Splendid Thursday, Bookworms.
Remember back when I read American Gods and I was all “I need more Neil Gaiman in my life?” Well. I made good on my promise to myself. During a Kindle sale I noticed another Gaiman title and snapped it up at a bargain price. This novel? Odd and the Frost Giants. Neil Gaiman writes for a variety of age groups. Me being me, I paid absolutely no attention to whether or not this was an adult book or a children’s book. Luckily, Gaiman’s whimsy is so delightful it really doesn’t matter.
Odd and the Frost Giants centers on a young Viking boy named Odd. Odd is aptly named (although in Viking lore the name is meant to be lucky) because he’s the “odd” man out. His father died and his mother remarried a major tool. Also, Odd managed to chop a tree down which landed on his leg and thus needs to use a crutch to get around. I really can’t discuss this book much further without getting spoiler-happy. It’s really short, y’all. So. If you want to avoid spoilers, you can stop reading now.
Is it safe? Good. Okay. So. Odd has had quite enough of his crappy stepfather’s antics and decides to run away. He makes it out to his old hut (because they’re Vikings and they live in huts surrounding the Mead Hall, yo) only to meet up with a weird trio of animals. A bear, a fox, and an eagle follow him home. Odd lets them in, gives them some salmon, and goes to sleep. (I guess Odd figured if the bear had just eaten he wouldn’t be interested in devouring him? I realize I shouldn’t question the judgement of children’s characters, but really, Odd. What would your mother say?)
As it turns out, the animals aren’t REALLY animals. They’re Odin, Thor, and Loki who are trapped in animal form. Which explains why the bear didn’t eat him. They figure all of this out and Odd decides to join them on their quest to get back into their normal bodies.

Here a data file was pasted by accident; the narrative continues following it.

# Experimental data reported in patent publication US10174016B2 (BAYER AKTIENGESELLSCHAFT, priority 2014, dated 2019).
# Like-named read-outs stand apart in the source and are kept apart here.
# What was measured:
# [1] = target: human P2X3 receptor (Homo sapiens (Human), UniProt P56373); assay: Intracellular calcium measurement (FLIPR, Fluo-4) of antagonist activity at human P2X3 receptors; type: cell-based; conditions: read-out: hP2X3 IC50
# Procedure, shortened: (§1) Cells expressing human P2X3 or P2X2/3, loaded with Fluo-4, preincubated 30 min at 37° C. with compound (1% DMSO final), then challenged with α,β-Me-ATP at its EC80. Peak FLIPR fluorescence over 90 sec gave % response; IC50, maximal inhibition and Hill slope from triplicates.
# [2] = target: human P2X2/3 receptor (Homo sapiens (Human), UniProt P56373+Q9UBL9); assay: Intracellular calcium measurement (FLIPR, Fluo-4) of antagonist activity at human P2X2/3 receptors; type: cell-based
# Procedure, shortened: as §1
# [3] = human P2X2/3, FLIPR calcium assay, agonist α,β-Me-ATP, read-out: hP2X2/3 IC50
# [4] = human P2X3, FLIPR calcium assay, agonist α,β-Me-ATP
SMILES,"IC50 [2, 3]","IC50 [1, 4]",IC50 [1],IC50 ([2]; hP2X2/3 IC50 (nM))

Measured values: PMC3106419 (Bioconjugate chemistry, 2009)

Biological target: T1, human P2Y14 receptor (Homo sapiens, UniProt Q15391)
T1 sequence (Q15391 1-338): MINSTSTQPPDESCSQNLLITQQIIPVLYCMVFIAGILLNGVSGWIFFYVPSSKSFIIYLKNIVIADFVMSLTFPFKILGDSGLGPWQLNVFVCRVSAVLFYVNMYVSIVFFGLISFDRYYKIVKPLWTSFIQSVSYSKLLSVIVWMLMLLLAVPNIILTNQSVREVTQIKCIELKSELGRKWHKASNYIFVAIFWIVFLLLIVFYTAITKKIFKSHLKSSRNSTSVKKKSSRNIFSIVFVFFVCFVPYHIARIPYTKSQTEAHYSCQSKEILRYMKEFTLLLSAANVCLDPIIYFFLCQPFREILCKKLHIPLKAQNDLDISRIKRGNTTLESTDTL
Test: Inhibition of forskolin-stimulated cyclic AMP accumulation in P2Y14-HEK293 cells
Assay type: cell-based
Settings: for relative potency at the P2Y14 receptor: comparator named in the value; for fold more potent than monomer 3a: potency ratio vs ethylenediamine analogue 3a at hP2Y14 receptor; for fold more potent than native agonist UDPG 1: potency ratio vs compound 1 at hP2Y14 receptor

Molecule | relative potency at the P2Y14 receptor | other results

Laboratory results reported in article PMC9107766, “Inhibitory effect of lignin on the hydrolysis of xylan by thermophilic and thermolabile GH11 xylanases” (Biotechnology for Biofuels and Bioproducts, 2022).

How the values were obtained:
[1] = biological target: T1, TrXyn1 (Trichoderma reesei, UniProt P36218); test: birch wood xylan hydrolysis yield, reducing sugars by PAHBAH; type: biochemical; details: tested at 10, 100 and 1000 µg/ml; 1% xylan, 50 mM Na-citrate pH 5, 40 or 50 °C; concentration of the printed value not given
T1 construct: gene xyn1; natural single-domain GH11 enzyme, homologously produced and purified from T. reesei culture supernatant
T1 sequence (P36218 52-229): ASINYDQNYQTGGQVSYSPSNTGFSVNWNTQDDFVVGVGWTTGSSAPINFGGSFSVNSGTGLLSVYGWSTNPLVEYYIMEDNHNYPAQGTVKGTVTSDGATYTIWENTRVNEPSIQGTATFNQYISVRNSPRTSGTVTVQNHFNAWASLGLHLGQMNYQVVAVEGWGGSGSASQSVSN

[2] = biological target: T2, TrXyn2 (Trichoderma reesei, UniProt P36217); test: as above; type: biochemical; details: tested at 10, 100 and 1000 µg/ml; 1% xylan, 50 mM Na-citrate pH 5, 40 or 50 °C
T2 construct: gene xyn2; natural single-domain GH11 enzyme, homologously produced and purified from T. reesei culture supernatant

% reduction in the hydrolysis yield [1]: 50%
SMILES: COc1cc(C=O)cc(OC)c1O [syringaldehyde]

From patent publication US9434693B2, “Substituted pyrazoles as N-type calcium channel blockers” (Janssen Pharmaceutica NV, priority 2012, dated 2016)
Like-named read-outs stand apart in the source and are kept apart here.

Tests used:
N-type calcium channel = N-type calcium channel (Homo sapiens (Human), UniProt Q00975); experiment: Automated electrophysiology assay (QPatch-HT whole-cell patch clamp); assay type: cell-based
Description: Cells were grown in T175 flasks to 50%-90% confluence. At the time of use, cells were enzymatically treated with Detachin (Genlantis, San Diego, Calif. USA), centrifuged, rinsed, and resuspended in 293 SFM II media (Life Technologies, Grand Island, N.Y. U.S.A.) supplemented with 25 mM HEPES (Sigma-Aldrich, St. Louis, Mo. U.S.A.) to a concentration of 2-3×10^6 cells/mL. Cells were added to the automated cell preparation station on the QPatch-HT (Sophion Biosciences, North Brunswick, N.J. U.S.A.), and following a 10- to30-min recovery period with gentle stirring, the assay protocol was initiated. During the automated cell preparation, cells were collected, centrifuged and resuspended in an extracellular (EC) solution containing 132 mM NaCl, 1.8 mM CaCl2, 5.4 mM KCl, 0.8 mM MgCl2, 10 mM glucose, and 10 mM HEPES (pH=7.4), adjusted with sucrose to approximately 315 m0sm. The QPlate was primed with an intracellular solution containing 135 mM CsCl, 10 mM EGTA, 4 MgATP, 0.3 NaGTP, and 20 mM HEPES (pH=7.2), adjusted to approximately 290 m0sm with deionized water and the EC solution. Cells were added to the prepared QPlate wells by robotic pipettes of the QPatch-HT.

Oh yeah. And because of Odd’s busted leg slowing down the trio, Thor (who is stuck in the form of a bear) totally lets him ride on his back. I wonder if God-Bears are stinky. Would immortality keep you from smelling like a gross bear? Let’s say that this is the case. Because I would totally ride a bear, if it smelled decent. Who am I kidding? I’d ride a stinky bear too. I’d get a fancy bear saddle and a Viking helmet. Glorious. (I realize this paragraph is probably going to lead to me getting a LOT of hits from people looking for animal porn. Sigh.)
This book was totally entertaining. Norse mythology and all that. It’s for kids, so maybe it’d make for a good chapter book bedtime story for those of you with youngins at home? A nice change of pace from Captain Underpants or what-have-you. So, Bookworms. The question I pose to you is this: if you could ride any wild animal, what would you choose, and why? Bonus points for creativity and stench reduction implements.